Don’t mean to argue -it’s your site. But you missed my point entirely by reducing this to socio-political issues and taking “sides.” The point is not simply Kavanaugh. It’s any judge/Justice. She’s a Yale Law professor and public figure of means with vast connections and networking to boost her kid. The goes out and supports the guy in a highly charged political environment while her kid is swimming in that very pool-whatever the court at issue. The conflict of interest is plain and troubling to every attorney I know familiar with it – her behavior elicits disgust in my parent circles even if they liked bits and pieces of her book. I’m sorry you see it differently. And I’m surprised you felt it necessary to publicly canonize Justice Kennedy and convey such trust in Kavanaugh. Yuck. We don’t care who the Justice was-it is bad ethics plain and simple and indicative of the rot underlying elite college admissions, politics, competitive clerkship, and the advantages that affluence affords in these contexts, which your business model boosts despite taking on a few pro bono vets (which is admirable but let’s not overstate it- you’re still part of the problem and I think you know that.) I have enjoyed your site and straight talk on most issues but you’re simply off here. Cheers.

    • Ivy Coach says:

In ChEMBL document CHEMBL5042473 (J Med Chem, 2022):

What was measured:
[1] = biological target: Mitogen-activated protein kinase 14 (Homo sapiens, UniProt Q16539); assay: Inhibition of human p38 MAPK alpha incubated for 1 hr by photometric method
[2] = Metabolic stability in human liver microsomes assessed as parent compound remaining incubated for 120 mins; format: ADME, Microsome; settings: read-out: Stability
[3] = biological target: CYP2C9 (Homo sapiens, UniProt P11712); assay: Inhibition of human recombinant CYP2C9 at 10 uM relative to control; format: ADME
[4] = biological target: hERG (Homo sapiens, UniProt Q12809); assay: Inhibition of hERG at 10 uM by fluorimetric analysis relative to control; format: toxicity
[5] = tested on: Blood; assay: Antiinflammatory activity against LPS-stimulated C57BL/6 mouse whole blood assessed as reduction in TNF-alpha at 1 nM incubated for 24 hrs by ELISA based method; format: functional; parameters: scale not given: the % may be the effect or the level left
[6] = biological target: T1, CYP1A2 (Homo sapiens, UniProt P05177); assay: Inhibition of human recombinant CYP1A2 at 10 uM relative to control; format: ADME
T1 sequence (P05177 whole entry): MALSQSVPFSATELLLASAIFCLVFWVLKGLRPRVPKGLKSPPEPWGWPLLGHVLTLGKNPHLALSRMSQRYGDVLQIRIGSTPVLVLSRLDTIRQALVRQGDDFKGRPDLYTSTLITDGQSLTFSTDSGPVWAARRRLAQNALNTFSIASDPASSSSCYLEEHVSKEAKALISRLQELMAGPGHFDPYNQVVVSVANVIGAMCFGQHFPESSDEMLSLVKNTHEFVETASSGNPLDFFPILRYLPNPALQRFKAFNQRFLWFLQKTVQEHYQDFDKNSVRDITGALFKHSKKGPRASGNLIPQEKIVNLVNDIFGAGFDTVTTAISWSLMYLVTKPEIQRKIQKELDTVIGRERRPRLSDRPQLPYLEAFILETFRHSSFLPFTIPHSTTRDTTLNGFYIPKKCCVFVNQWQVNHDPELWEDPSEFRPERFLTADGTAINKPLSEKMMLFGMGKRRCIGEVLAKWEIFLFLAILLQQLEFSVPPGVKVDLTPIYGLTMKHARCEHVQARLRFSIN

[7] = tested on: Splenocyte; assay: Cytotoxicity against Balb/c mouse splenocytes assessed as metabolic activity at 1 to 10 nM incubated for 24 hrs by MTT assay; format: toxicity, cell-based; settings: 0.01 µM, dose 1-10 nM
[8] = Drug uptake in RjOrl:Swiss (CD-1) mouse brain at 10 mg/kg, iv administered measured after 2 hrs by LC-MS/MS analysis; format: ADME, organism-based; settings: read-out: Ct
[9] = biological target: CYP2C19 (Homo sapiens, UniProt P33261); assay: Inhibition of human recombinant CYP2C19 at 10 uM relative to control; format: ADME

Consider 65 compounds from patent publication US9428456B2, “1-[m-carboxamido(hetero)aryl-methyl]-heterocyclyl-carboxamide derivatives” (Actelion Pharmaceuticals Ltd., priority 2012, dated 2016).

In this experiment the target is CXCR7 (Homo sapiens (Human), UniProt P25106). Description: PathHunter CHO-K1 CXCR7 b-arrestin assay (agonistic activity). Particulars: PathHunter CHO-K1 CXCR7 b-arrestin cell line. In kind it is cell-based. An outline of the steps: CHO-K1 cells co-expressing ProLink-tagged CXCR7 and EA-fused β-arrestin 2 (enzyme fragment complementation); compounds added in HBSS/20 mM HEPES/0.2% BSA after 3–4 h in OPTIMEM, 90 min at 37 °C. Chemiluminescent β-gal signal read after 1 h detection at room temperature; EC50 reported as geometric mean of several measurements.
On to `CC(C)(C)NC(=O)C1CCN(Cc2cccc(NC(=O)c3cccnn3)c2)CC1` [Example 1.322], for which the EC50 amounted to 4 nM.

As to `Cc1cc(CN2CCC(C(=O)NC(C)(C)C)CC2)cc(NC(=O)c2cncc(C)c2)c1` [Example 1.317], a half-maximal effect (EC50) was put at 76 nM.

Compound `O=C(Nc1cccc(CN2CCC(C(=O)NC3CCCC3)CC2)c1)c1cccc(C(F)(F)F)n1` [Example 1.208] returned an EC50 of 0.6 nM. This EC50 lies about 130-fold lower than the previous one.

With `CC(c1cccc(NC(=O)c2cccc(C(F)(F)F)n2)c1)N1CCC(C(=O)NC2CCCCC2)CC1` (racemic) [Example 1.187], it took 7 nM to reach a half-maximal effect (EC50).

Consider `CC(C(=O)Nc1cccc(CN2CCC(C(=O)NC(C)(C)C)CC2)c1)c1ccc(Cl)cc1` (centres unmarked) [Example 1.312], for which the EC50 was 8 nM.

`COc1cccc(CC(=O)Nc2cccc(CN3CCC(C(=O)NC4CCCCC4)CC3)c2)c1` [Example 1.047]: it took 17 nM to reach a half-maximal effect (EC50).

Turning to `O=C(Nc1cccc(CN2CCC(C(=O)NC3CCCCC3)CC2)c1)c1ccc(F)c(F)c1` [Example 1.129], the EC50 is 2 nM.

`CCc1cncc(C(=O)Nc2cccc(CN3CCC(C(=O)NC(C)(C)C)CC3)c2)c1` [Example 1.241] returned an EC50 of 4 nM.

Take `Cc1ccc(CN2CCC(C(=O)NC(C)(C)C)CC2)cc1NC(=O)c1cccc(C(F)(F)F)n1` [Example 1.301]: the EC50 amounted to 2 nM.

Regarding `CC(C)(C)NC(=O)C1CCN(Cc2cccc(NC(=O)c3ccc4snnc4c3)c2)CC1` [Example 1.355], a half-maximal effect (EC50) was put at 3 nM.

But Amy Chua isn’t a public official. She’s a law school professor. We fail to see the ethical dilemma raised by Amy’s highly talented and certainly qualified daughter, Sophia, receiving a Supreme Court clerkship with Justice Kavanaugh on the heels of the publication of Amy’s editorial in support of the then federal appeals court judge. As we mentioned, Sophia had already gotten a clerkship with Justice Kavanaugh when he was a federal appeals court judge — before he was appointed to our nation’s highest court. It’s quite common in the world of employment to take folks with you on your rise. It seems you’re suggesting it’s quid pro quo. Maybe it is. We believe, based on the facts we presented here, that it isn’t. And either way, we can’t fault Amy Chua for continuing to play the role of her lifetime: Tiger Mom. She loves her daughter. And her supremely gifted daughter now gets to help pen some of our nation’s most important decisions — for a Supreme Court Justice who, like his predecessor, has already demonstrated a willingness to swing left. And just as Justice Kavanaugh clerked for Justice Kennedy, we wouldn’t be surprised in the least to see a Justice Chau-Rubenfeld one day. Now wouldn’t that be something.